Thursday, 15 June 2017

Brokers in the migration industry in Ghana: The positive side untold

By Emmanuel Quarshie

Despite their significant role in the migration industry, little has been said about the role of brokers. When people do focus on brokers they tend to highlight the unscrupulous behaviours of some recruitment agents. However a wide array of recruitment agencies in Ghana play roles in the management of risks among migrants and are valued as a result. A working paper by the Migrating Out of PovertyResearch Programme Consortium examined the agency role in the migration brokerage for domestic workers in Ghana.

People on the move

The relative importance of the North-South migration in Ghana has gained ground within key policy dialogue in recent times. The surge in the growth rate of Ghana’s informal sector within urban settlements has remained one of the key pull factors compelling young people to migrate from the Northern part of the country to the southern cities. Over the past few decades, the country has experienced admirable economic growth coupled with improvement in infrastructure and larger engagement in the service sector. This, in turn, has tremendously increased women’s participation in the labour force rendering them less able to participate in household production. As a result there has been a renaissance in the already existing industry which trains people (mostly migrants) to take up these abandoned domestic activities.

What do brokers do?

Brokers are key players in the migration process spanning the pre-migration, migration and post-migration periods. Trust and cultural brokerage are central to this, linking the sending and destination communities and managing the migration process. As part of their role brokers reassure the migrant’s family that their ward is in trusted hands with a high level of certainty of acquiring a good job. It is also the duty of the broker to guarantee the employer that all possible damages, time wastage or misconduct will be resolved appropriately. They also serve as guarantors for migrant workers to ensure some level of credibility and trust in their prospective employers. This can be in the form of written or unwritten agreements with a signed memorandum of understanding. As noted by one of the agencies:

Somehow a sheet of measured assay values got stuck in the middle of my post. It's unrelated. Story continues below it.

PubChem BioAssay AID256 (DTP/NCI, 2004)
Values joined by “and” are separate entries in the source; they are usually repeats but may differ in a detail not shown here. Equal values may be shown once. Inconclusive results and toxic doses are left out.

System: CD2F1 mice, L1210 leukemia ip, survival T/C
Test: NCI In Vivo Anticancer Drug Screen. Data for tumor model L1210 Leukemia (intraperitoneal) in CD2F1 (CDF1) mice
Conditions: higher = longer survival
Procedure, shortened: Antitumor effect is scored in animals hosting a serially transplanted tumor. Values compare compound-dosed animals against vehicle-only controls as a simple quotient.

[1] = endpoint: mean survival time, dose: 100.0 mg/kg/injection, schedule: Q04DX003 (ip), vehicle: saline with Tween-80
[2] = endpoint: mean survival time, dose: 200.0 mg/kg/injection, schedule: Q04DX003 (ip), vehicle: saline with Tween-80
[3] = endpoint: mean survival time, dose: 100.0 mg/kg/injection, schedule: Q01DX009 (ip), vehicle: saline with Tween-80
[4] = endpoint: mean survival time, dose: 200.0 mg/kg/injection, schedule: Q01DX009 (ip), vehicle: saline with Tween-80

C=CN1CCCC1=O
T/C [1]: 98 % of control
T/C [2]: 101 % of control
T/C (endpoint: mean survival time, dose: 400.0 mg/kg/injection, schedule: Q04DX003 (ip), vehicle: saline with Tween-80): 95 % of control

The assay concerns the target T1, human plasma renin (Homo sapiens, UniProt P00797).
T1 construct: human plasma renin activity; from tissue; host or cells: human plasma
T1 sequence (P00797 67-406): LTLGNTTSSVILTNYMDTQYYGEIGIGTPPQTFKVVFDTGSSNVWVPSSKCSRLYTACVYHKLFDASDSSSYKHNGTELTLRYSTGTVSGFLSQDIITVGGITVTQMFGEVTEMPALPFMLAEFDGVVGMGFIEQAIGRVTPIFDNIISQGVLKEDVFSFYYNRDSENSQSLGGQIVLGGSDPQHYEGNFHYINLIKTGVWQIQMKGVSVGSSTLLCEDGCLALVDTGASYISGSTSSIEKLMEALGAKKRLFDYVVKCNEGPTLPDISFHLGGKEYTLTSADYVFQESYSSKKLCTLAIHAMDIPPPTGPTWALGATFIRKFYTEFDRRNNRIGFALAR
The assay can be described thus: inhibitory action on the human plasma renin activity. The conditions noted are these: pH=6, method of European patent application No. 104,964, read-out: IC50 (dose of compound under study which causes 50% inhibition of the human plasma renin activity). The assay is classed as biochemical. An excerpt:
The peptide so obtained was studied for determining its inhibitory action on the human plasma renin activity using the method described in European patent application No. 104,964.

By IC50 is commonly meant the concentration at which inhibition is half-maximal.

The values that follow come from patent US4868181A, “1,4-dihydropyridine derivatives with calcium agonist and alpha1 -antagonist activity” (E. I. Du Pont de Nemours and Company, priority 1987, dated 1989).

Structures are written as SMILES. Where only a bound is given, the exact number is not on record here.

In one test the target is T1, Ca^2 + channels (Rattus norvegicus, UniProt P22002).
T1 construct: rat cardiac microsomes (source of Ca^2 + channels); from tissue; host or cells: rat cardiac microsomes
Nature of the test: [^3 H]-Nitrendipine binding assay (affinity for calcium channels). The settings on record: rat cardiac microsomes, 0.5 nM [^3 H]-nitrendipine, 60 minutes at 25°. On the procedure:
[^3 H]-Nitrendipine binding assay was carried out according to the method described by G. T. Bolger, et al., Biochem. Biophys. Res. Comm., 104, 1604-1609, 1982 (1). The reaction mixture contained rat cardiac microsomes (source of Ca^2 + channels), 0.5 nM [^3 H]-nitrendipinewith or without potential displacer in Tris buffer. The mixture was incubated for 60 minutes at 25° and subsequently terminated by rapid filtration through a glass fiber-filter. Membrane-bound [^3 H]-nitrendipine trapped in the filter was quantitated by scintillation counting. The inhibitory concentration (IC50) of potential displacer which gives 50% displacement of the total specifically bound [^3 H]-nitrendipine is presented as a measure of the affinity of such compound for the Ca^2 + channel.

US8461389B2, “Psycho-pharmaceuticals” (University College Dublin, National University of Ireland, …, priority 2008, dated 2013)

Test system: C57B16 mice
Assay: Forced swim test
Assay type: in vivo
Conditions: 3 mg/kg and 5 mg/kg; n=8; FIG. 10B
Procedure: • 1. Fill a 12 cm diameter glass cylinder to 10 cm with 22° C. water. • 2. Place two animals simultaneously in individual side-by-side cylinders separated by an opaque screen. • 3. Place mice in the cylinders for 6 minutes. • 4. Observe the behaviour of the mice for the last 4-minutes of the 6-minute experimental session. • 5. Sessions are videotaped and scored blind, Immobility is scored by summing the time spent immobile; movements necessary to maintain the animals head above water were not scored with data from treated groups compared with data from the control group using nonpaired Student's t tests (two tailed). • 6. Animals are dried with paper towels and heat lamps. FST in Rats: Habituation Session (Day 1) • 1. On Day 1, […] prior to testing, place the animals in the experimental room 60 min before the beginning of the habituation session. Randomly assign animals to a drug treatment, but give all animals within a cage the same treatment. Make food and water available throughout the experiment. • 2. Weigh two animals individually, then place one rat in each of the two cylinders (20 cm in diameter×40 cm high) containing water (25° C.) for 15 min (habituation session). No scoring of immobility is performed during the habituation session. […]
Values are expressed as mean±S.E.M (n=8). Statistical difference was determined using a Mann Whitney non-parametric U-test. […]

“Our girls cannot mistreat our clients’ kids and they also cannot do the same to our girls. Whatever he/she damages, you, the client, should let us know and, if you want her to pay, she will work for it and pay but you cannot mistreat the person because she is your home help. She is not your slave, she is there for you and you are also there for her, so you work together.”

Alex, a broker, said:

“Yes, I am the guarantor for almost all of them and it is very risky; for most of them, it is because I know either their brother or their sister so I am able to guarantee them. With most of the girls I send to work for expatriates, the least thing that happens, I am the first person to be called, so it is very risky and I always pray that nothing bad happens. I always ensure that I talk to them about staying out of trouble, I always tell them I did not take a penny from anyone when they arrived. Instead, I fed them and paid for their transport so they should stay out of trouble. By the grace of God, nothing bad has happened.”

They also work to overcome negative and prejudiced attitudes among prospective employers.  A recruitment agency acknowledged:

“People mostly don’t trust the Ewes [the third-largest ethnic group in Ghana, mainly from the Volta region] partly because of the fear of juju (voodoo). You would be amazed at how many enlightened people will tell you that. Yes, the Ashanti girls are loud and lazy, yeah a lot of people don’t like them… People prefer Fantes, Akuapems, yeah. Central and Western regions. Oh, Akuapems are polite, do you know what I mean?”

Additionally, brokers serve as mediators for bargaining over wages, working conditions, and workers’ rights. Even though brokers can be guilty of influencing workers to accept jobs where the conditions and wages are poor, they importantly serve as an interlocuter for women in vulnerable positions with little education when they need to negotiate the terms of their employment. As stated by Margarette, from Hammani:

“You send somebody to a place and maybe the agreement was that he/she was supposed to stay at work until Friday and go away on weekends but maybe the employer will say ‘I want you to stay Saturday and Sunday’. Then we draw their attention to the fact that, in order for the person to stay on Saturday and Sunday, the employer needs to pay extra to the person. If the person doesn’t agree, the employer can’t force him or her.”

The way forward

Despite the above-mentioned roles of brokers within the migration industry, they have been generally perceived to be illegitimate and unscrupulous in their approaches to mediating between the prospective workers and employers. This is due to the presence of some non-traceable, unregistered and illegal individuals who manoeuvre their ways into the system to exploit the industry to their own advantage at the detriment of their legit cohorts. However, brokers are important elements in migrants’ strategies to exercise agency, which they would probably otherwise struggle with, given the highly unequal power relationships they face at home and also at their work destination with employers. It is therefore imperative to see the need for a more nuanced and more differentiated understanding of the role and the practices of brokers and intermediaries as they navigate the multi-faceted space in the recruitment process for migrant domestic workers. This is especially important as efforts to regulate the domestic work sector in Ghana intensify. 

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